"I've always been amazed that everything that happened to me in football, everything you use in football, you use over here," Gibbs says. "We have a personal trainer that comes three times a week. We built a new facility with a weight room that has all the latest and greatest in weight equipment." Alepa, 26, a friend of Gibbs' son, Coy, who works with the Panthers, oversees the team's physical conditioning. "I started at the end of February and now I'd say the team works out an hour to an hour-and-a-half twice a week," Alepa says. "At 5:15, they're ready to go. We start with some quick foot stuff to make them faster around the car. We stretch and do weight lifting while trying to have fun and improve their speed and getting the technique down correctly. They do all the work, I just point them in the right direction. "Joe realized that the one variable he could control during the race were the pit stops. Yesterday we discussed what our goal should be. The guys on the 18 team had a 16.8-second pit stop on Sunday (at Dover, when they won the MBNA 400). I think we can get it down around a 16-flat. That may be pushing it, but this sport is all about striving for goals."
The final, and most integral, part of Gibbs' pit stop game plan is Jeff Chandler, who coordinates the overall pit crew effort at Joe Gibbs Racing. "We've got somebody who is the coach of the pit stops and that's Jeff Chandler," says Gibbs. "It's his job to organize the pit stops, to film the pit stops, to study the pit stops, to make the corrections and hire the replacements. It's completely his responsibility."
Not only does Chandler oversee the crew and the training involved to mold these individuals, but he follows a regular weekly routine to ensure that nothing goes amiss on race day. "It all starts Monday morning when we get the film from Sunday's race and break it down like a football team or a basketball team would break down film," Chandler says. "Each individual person gets critiqued and then we look and see if there is any area where we could maybe pick up a tenth or two to make him a little better. Then I get the reports together and by Monday afternoon I'm ready to tell the guys what they can do to pick up time before the personal trainer comes that night.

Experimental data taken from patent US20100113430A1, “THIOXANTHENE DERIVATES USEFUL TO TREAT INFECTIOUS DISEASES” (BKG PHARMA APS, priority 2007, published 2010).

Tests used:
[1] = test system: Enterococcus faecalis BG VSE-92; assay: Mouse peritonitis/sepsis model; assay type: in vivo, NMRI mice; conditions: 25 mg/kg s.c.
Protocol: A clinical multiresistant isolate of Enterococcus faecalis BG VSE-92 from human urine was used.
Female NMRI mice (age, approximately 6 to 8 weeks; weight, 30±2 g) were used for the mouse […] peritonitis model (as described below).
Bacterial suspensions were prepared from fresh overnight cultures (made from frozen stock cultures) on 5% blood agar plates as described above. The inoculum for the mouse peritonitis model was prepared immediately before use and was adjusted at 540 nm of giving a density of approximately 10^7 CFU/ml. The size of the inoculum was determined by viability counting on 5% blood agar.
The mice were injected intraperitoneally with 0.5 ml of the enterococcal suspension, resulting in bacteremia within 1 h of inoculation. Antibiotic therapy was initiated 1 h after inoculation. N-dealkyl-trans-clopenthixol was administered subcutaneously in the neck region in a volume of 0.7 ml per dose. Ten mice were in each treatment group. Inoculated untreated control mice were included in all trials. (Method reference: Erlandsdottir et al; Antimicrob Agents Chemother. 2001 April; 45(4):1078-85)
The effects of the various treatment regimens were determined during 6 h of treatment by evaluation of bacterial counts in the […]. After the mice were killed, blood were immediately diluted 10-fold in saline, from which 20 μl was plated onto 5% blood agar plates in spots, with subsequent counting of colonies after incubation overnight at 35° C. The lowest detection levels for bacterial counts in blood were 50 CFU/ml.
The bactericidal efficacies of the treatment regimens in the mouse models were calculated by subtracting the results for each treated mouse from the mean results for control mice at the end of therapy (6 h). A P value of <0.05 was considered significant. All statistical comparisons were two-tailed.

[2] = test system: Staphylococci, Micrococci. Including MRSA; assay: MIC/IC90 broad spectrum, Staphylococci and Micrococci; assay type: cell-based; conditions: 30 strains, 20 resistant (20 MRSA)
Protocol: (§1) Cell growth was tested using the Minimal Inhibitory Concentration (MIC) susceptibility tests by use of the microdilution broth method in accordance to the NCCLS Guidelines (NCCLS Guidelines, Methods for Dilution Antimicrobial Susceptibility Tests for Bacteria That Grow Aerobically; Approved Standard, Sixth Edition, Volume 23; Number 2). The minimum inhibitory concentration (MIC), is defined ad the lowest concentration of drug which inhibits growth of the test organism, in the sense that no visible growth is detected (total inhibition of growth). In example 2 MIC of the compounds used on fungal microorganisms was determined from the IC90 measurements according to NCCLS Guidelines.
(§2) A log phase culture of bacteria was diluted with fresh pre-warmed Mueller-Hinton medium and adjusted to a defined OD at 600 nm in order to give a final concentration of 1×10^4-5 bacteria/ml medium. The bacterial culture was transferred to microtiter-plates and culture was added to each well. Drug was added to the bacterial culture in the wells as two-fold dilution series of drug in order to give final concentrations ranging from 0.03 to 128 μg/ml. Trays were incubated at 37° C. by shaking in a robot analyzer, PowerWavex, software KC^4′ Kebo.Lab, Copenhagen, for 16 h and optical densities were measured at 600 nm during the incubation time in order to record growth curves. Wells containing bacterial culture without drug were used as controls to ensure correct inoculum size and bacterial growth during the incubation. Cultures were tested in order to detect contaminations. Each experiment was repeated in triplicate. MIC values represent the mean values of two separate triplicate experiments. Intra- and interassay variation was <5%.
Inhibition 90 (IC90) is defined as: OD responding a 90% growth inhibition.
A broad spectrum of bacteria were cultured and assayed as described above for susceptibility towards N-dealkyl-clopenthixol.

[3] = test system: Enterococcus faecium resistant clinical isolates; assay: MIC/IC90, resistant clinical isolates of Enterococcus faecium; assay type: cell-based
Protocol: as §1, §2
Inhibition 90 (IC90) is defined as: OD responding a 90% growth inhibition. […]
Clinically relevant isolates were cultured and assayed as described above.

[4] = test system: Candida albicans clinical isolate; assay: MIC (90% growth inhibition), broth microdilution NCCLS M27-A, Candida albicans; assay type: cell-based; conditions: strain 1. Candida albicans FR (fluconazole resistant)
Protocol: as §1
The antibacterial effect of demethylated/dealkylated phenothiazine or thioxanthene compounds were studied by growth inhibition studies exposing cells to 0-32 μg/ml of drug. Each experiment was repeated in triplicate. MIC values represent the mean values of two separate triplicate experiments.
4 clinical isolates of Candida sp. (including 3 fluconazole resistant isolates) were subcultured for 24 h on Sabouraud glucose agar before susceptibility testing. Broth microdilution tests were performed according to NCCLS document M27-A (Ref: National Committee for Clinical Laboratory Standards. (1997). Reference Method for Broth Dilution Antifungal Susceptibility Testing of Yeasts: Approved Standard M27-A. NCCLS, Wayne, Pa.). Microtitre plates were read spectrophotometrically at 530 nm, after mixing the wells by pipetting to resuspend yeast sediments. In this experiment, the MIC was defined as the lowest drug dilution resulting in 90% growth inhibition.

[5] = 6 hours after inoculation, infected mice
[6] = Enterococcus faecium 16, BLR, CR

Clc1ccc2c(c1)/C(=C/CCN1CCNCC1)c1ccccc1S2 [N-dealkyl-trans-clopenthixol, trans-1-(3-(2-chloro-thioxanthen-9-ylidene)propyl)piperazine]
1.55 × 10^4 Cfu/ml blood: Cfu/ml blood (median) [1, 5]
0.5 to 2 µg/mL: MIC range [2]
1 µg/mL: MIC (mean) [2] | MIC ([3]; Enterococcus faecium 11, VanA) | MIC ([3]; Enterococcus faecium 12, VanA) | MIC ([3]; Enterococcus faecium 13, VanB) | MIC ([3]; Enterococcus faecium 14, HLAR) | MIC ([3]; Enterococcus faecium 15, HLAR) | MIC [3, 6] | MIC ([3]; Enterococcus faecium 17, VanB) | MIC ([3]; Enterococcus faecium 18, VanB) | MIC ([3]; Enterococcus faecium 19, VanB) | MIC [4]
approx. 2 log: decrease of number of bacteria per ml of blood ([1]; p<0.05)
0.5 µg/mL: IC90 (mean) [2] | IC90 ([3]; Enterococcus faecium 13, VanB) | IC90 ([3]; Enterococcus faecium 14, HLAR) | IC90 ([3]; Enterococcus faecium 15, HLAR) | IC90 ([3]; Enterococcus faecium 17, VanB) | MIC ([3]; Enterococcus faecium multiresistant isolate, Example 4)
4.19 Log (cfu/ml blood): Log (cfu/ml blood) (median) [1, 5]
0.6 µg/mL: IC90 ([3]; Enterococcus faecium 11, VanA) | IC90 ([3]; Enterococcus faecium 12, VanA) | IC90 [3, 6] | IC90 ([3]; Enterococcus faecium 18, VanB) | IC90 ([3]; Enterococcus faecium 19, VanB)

"When we get to the race track, things actually get easier because all the preparation to the equipment has already been done. It's one person's responsibility to take care of the guns, the jacks, and the pit box and make sure all that's ready. So our teamwork is done Monday through Thursday and we put it all together on Sundays. "Felix Sabates may have been the first NASCAR owner to spend a lot of money to get a personal trainer and a gym set up, but he has never understood that this is a people sport. He always thought you could replace people and that would fix it. Joe Gibbs puts a lot of stock in his people. Race cars come and go, but people win races. If you invest a lot of effort into a person, you'll get a lot in return, and that's where Joe is a much better car owner than a lot of guys."